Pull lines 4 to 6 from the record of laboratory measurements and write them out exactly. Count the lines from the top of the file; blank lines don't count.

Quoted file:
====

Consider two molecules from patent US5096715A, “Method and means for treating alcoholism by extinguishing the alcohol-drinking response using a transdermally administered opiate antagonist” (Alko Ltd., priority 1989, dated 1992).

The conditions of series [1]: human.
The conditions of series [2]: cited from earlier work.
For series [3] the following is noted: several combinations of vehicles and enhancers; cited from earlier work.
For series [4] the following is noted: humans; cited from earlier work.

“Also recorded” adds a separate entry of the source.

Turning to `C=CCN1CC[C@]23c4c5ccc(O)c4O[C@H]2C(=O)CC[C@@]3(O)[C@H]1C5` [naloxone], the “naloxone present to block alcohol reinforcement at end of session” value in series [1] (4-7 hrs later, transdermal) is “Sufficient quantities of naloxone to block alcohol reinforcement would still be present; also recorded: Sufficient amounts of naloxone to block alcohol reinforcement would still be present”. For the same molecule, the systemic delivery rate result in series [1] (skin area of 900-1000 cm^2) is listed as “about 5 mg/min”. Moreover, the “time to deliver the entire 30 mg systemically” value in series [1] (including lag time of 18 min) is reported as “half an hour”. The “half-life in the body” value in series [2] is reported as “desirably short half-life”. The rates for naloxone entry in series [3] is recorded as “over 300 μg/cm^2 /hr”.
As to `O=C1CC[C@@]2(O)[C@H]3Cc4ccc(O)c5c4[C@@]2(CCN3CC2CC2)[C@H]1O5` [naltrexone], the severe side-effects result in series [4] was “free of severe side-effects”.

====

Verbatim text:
For series [3] the following is noted: several combinations of vehicles and enhancers; cited from earlier work.
For series [4] the following is noted: humans; cited from earlier work.

“Also recorded” adds a separate entry of the source.